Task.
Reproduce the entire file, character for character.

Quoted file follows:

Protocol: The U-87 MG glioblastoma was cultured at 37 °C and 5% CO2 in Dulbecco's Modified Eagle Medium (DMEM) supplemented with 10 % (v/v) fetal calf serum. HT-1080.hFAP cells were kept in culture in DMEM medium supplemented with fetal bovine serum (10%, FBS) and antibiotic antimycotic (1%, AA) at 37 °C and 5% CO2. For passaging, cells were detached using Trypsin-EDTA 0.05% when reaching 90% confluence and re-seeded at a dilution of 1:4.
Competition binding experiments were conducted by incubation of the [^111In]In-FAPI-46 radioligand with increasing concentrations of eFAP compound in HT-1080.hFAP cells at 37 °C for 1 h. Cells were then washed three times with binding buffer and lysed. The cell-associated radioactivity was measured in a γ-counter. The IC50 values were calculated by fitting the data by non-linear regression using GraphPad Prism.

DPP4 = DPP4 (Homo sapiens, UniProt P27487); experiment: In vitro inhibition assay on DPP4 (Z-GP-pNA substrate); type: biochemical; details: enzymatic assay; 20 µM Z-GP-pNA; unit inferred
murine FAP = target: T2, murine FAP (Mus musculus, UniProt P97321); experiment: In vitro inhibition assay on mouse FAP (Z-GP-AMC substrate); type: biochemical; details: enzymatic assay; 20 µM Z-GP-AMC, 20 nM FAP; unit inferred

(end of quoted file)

Protocol: The U-87 MG glioblastoma was cultured at 37 °C and 5% CO2 in Dulbecco's Modified Eagle Medium (DMEM) supplemented with 10 % (v/v) fetal calf serum. HT-1080.hFAP cells were kept in culture in DMEM medium supplemented with fetal bovine serum (10%, FBS) and antibiotic antimycotic (1%, AA) at 37 °C and 5% CO2. For passaging, cells were detached using Trypsin-EDTA 0.05% when reaching 90% confluence and re-seeded at a dilution of 1:4.
Competition binding experiments were conducted by incubation of the [^111In]In-FAPI-46 radioligand with increasing concentrations of eFAP compound in HT-1080.hFAP cells at 37 °C for 1 h. Cells were then washed three times with binding buffer and lysed. The cell-associated radioactivity was measured in a γ-counter. The IC50 values were calculated by fitting the data by non-linear regression using GraphPad Prism.

DPP4 = DPP4 (Homo sapiens, UniProt P27487); experiment: In vitro inhibition assay on DPP4 (Z-GP-pNA substrate); type: biochemical; details: enzymatic assay; 20 µM Z-GP-pNA; unit inferred
murine FAP = target: T2, murine FAP (Mus musculus, UniProt P97321); experiment: In vitro inhibition assay on mouse FAP (Z-GP-AMC substrate); type: biochemical; details: enzymatic assay; 20 µM Z-GP-AMC, 20 nM FAP; unit inferred